The House voted 232-182 last week to pass Rep. Sean Duffy’s (R-Wis.) legislation to reform the CFPB and expand the Financial Stability Oversight Council’s ability to overturn agency rules.
Under the legislation, the chairman of the FSOC would be authorized to set aside any regulation issued by the CFPB if two-thirds of the council’s members vote in favor of doing so, on the grounds that the rule is inconsistent with the safety and soundness of the U.S. financial system.
Additionally, the bill would eliminate the CFPB director in favor a five-member bipartisan commission, subject the agency’s budget to the congressional appropriations process and require the CFPB to obtain consent before collecting consumers’ nonpublic personal information.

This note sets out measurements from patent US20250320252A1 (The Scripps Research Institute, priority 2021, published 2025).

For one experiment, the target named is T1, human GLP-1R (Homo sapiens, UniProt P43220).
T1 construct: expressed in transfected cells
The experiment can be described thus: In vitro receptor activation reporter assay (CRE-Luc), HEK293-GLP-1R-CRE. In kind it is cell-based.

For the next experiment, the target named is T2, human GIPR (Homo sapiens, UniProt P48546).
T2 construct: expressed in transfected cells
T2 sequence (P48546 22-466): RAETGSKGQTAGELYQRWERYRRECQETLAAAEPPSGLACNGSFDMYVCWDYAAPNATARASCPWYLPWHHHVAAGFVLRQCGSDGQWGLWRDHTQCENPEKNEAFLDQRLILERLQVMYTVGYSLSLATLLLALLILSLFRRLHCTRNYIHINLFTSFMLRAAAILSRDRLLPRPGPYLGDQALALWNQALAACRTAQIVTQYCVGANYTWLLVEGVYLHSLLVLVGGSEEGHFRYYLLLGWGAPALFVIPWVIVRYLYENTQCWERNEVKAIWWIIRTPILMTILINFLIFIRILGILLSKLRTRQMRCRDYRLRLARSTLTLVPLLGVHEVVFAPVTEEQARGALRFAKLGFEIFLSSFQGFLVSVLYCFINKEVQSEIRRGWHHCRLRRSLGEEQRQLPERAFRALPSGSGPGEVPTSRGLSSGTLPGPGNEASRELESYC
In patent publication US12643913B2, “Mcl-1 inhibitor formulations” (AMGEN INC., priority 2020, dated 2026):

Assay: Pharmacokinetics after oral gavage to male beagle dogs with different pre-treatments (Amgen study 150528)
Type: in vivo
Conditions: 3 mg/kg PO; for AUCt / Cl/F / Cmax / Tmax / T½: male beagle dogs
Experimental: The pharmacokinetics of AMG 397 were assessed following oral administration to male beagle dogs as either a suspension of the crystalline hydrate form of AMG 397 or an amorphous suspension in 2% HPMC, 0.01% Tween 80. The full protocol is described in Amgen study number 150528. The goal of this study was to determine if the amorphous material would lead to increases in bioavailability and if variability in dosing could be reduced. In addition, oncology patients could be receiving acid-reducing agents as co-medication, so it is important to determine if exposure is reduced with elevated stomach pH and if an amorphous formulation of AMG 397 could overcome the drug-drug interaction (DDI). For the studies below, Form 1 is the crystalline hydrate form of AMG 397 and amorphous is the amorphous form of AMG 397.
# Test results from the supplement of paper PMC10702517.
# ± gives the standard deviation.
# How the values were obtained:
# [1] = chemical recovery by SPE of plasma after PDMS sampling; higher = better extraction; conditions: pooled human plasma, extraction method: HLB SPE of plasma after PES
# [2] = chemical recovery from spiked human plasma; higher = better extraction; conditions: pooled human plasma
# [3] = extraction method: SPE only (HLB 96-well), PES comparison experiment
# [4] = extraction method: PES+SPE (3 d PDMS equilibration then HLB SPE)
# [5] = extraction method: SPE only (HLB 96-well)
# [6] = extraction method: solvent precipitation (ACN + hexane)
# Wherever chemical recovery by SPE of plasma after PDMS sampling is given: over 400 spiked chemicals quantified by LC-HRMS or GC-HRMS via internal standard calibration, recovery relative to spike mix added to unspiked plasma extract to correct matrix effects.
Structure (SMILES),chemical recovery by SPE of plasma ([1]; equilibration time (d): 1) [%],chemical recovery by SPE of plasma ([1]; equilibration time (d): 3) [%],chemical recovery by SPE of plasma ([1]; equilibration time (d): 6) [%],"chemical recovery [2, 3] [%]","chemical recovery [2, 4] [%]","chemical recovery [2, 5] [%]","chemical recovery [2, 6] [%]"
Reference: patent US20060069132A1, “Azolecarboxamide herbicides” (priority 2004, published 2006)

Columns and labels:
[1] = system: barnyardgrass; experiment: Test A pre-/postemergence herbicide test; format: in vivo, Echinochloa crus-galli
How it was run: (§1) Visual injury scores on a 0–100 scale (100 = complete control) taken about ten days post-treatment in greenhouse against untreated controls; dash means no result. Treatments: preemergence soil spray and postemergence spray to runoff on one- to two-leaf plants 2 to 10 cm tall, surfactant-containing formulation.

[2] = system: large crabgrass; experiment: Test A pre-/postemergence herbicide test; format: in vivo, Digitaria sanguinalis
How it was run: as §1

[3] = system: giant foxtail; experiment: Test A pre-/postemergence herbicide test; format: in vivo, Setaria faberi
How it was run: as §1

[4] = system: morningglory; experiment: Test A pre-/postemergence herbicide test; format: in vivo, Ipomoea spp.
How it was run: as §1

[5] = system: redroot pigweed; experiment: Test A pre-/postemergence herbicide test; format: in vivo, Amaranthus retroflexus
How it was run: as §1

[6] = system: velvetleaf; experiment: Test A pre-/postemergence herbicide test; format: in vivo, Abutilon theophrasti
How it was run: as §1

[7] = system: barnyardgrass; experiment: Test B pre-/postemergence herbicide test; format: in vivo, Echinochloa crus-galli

Currently, the CFPB is headed by Director Richard Cordray, and the agency draws its budget from the Federal Reserve.
The legislation has received support from the National Association of Federal Credit Unions and American Bankers Association, among others.
Rep. Jeb Hensarling (R-Texas), the chairman of the House Financial Services Committee and a vocal critic of the CFPB, said before the House that the bill is a set of “common-sense reforms” aimed at making the CFPB “more accountable and more transparent.”
“Consumers don’t just need to be protected from Wall Street,” Hensarling said. “They need to be protected from Washington as well.”